- To inform and support the development of a Supplementary Planning Document on Minerals and Waste.
Existing Mineral Sites
Mineral workings can be long lived and many existing sites date from planning permissions granted some time ago when standards were lower. The operation and restoration of sites granted permission between 1948 and 1982 is now subject of a review process under the Environment Act 1995. Despite this process there are often residual impacts – particularly visual impacts – that are difficult to mitigate. In some areas – and particularly on the limestone escarpment – the cumulative impact of existing sites is significant and likely to increase in the coming decades. Action plans for areas such as these which provided for off site structure planting and hedgerow planting, together with improvements to disrupted footpath networks, could address some of these issues.
- To encourage improvements to the appearance of active and dormant mineral workings.
- To promote and support area based initiatives that address the impacts of mineral workings.
The restoration of mineral workings can offer significant opportunities to meet wider goals like enhancing landscape character and biodiversity, increasing access to the countryside, or contributing to the expansion of woodland. This Strategy identifies broad objectives for local landscapes which should be used, together with the Landscape Guidelines and other strategies like the Durham Biodiversity Action Plan, to inform the after-use and detailed design of restored sites.
- To encourage the creative restoration of mineral workings to restore or enhance landscape character and biodiversity and bring benefits to local communities.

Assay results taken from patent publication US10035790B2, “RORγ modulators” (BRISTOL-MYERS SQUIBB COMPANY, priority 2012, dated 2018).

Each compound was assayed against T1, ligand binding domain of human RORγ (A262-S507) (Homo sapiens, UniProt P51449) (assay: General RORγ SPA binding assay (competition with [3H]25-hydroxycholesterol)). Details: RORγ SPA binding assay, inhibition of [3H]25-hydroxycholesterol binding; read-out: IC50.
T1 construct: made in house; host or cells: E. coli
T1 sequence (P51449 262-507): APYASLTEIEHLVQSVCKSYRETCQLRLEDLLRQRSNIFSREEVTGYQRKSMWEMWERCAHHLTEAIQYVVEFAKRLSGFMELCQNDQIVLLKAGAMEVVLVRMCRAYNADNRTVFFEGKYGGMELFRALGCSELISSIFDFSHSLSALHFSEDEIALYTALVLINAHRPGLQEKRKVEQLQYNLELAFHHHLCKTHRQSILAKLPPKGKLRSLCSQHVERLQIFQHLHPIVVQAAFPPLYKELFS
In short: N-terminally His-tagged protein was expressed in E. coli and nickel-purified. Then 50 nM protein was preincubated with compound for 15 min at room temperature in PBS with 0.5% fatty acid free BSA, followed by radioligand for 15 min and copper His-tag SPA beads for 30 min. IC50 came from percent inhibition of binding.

Legacies from the Past
Mineral working has had an enduring impact on much of the Durham landscape. Some features like old quarries and lead mining remains are important components of local landscape character. Other mining legacies – dereliction, the contamination of watercourses and beaches, the poor restoration design of early opencast workings and reclamation schemes – are problematic. Some derelict sites have a nature conservation or heritage value which needs to be balanced against their environmental problems. The reclamation programme, together with initiatives like the Turning The Tide project on the coast, has accomplished a great deal in recent decades. Further work is required to deal with residual issues like contamination and pollution, and to improve the character and conservation value of restored land.
- To promote an understanding of the importance of mining heritage to the character of local landscapes and to secure the conservation of key features.
- To promote and support landscape renewal initiatives which seek to improve the character and biodiversity of areas affected in the past by mineral working.